Nonsurgical Options

Nonsurgical Options 2018-04-16T12:48:31+00:00

Botulinum Toxin (Botox Cosmetic)

Nonsurgical options including Botulinum Toxin (Botox Cosmetic, Dysport and Xeomin)

Click here for the nonsurgical options (Fillers)

Click here for the nonsurgical options (Peels)

Nonsurgical Options

Botulinum Toxin

Also known as BOTOX® Cosmetic, Dysport®, Xeomin, or Botulinum Toxin Type A is a popular nonsurgical option for facial rejuvenation.

Botulinum toxin (Type A) is a nonsurgical cosmetic injection that blocks the nerve signals that cause muscles to contract. This effect relaxes and smooths the look of lines and wrinkles caused by repetitive movements on the face—most commonly, between the brows, crows-feet around the eyes, and horizontal forehead creases. Botulinum toxin is also used cosmetically to balance facial asymmetry and relax tight neck bands, as well as medically to reduce perspiration and to treat migraine headaches and muscle spasticity.

When to Consider Botulinum Toxin (Nonsurgical Options)

  • Deep lines between your eyes make you look tired, angry, sad, or upset.
  • Your facial expressions cause wrinkles in and around your eyes and forehead.
  • There is asymmetry in your eyebrows or face that can be corrected by relaxing a muscle.
  • You suffer from migraine headaches and botulinum toxin may provide relief from this condition.

Considerations for Nonsurgical Options

Pros

  • Injections are relatively painless and carry a low risk, with little-to-no downtime.
  • Can help you appear less angry and more approachable
  • Make subtle changes that give you a refreshed or well-rested look

Cons

  • Effects of injections will only last three to six months
  • Risk of droopy eye or muscle if injected incorrectly
  • If area to be injected is sensitive, bruising may occur

These are the top three pros and cons to weigh when considering botulinum toxin. If you wish to focus on what is unique to you, please consult with your aesthetic plastic surgeon.

Are you a good candidate for botulinum toxin injections?

You may consider botulinum toxin injections for cosmetic reasons if you are developing lines and wrinkles on your face due to common facial movements. Depending on genetics, lines can appear on the face as early as your late twenties to as late as your early forties. If you are prone to developing lines and to making facial expressions that lead to wrinkles, your plastic surgeon may also recommend using botulinum toxin as a preventative measure.

Certain wrinkles or creases in the face caused by the weakening or sinking of the soft tissue, such as the nasolabial folds, which extend from the sides of the nose to the corners of the mouth, are generally best treated with fillers, fat grafts or surgery (although occasionally botulinum toxin is used to soften or partially improve them).

If you are in good general health, have a positive attitude and realistic expectations, you are most likely a good candidate for this procedure.

Detailed Procedural Info Nonsurgical Options

How is a botulinum toxin procedure performed?

Botulinum toxin injections can usually be completed on the same day as the initial evaluation. They do not require hours to perform or days to recover. Once you and your surgeon have decided on an appropriate treatment, he or she will prepare you and the medication for the procedure. The injection site will be cleansed and will usually not require anesthesia prior to injection. The needles used are very short and thin, causing minimal pain. Depending on your specific concerns and condition, a number of injections will be needed to achieve the desired result. Slight pain, short-lasting swelling, and minimal redness and bleeding will likely occur as a result of your procedure.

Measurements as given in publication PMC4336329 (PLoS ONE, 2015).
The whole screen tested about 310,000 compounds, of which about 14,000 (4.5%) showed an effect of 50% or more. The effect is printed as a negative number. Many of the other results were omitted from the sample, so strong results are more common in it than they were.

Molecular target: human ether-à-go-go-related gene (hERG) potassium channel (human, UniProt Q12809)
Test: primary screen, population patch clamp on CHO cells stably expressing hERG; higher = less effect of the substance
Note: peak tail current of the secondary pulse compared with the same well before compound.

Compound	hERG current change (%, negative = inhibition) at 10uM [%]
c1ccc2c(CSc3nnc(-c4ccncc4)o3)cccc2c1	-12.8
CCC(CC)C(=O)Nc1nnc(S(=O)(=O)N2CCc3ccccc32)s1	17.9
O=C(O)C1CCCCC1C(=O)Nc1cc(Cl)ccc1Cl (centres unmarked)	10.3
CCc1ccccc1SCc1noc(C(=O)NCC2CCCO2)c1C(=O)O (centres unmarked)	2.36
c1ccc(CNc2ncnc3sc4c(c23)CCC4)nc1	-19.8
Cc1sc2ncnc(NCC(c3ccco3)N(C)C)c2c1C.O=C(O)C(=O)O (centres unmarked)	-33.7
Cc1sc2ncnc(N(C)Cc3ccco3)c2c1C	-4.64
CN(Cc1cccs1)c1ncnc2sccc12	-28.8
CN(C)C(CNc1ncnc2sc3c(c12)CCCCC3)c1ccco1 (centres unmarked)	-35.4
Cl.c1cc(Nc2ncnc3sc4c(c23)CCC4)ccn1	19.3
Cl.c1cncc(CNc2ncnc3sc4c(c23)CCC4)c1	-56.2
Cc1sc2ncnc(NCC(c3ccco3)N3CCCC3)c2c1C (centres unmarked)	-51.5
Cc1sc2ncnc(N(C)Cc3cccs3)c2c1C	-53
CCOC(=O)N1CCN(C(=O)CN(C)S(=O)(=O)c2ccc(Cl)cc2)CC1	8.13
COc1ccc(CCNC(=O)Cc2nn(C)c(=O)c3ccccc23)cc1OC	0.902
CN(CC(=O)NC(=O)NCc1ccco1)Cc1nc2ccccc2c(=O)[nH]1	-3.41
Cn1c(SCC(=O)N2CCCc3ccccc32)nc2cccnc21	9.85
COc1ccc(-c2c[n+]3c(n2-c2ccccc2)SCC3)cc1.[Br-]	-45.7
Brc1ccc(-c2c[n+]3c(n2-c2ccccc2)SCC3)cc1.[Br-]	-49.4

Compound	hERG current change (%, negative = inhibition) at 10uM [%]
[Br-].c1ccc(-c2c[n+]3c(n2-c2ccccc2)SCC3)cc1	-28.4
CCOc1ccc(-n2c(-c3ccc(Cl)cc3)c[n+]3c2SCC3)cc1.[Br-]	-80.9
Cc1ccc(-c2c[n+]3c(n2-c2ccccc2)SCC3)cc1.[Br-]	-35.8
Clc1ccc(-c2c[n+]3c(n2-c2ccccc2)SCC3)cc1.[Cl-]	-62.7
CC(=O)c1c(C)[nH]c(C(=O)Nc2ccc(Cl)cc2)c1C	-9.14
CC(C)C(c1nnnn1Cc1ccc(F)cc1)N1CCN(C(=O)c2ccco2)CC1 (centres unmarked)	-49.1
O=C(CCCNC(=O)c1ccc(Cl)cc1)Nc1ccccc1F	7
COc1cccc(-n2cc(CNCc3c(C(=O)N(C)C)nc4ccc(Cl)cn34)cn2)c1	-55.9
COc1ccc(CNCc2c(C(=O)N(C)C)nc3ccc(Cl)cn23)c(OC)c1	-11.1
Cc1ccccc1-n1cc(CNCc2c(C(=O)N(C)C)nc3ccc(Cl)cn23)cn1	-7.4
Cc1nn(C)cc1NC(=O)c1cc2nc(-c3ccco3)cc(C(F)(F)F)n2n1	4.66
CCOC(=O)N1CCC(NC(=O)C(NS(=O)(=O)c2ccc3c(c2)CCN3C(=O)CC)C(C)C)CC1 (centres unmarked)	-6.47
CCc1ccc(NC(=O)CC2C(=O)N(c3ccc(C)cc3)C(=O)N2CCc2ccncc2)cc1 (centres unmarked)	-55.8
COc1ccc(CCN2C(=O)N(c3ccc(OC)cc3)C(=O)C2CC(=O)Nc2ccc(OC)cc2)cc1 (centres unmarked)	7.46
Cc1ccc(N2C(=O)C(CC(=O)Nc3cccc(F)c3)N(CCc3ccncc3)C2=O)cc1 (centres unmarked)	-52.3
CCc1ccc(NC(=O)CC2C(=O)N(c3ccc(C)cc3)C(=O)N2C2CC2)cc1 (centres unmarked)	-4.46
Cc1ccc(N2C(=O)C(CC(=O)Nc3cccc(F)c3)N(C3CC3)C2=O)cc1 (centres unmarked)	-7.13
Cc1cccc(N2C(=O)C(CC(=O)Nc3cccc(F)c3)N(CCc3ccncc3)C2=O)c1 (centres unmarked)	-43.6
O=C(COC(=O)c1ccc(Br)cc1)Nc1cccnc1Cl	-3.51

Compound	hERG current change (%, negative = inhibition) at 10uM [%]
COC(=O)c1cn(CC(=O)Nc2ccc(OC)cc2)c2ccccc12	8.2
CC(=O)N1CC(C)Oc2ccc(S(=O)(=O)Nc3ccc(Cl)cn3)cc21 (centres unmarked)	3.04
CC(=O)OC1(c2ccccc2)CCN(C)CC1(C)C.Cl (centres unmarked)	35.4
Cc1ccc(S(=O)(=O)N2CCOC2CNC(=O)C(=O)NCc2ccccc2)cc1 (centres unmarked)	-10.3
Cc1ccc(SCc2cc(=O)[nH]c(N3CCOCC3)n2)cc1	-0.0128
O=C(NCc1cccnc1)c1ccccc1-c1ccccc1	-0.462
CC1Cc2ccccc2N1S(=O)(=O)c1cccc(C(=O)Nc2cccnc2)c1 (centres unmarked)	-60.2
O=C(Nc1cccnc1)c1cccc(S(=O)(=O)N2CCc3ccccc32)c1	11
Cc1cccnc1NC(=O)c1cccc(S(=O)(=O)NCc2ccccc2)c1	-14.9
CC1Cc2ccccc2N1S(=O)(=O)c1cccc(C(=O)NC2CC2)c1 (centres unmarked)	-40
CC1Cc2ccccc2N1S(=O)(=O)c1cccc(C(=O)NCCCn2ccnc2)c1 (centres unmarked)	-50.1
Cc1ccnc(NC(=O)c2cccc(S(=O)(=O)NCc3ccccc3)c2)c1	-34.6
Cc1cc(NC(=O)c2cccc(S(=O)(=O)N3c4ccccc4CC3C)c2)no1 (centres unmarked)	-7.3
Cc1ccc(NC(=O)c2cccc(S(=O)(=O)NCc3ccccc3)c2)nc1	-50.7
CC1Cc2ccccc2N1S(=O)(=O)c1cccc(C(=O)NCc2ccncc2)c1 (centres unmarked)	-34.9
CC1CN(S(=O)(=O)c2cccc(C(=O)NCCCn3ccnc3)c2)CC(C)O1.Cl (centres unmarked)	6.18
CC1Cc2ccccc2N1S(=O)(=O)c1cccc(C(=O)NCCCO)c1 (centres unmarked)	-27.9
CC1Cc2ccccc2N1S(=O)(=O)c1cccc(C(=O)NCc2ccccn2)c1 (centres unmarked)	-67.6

Nonsurgical Options Botox

Botulinum Toxin is an injection to target the areas of concern.  Nonsurgical options include Botulinum toxin injection to correct vertical lines between the eyebrows

Nonsurgical Options Botox
 Botulinum toxin nonsurgical options have many potential uses

Once the neurotoxin has been injected, it will take several days to reach full effect and a follow-up visit is often scheduled weeks to months after the initial injection.

In the hands of an experienced injector, such as a board-certified plastic surgeon, your procedure will seem simple and you will experience minimal discomfort. The injector’s understanding of the muscles in the face and body is essential for a safe and successful procedure.

What are my Nonsurgical Options?

BOTOX® Cosmetic is widely recognized and was the first neurotoxin to be FDA-approved for cosmetic use in the United States. Other brands, such as Dysport® and Xeomin, are also used for cosmetic reasons and share many of the same attributes as BOTOX® Cosmetic, but may vary in dosage, propensity to spread, time of onset and duration of action.

There are many formulations of botulinum toxin; some are only appropriate for cosmetic use (Botulinum Toxin Type A). Here is a list of both cosmetic and medical conditions that botulinum toxin can help treat:

  • Lines and wrinkles
  • Facial asymmetry
  • Muscle spasticity
  • Eyelid spasms (blepharospasms)
  • Hyperhidrosis or excessive sweating (see perspiration reducer)
  • Chronic migraines
  • Cervical dystonia
  • Movement disorders
  • Crossed or lazy eyes

Your plastic surgeon and/or injector will help you determine which botulinum toxin will be best for you.

Selecting a Surgeon for Nonsurgical Options

Select a surgeon you can trust

It’s important to choose your surgeon or injector based on:

  • Education, training and certification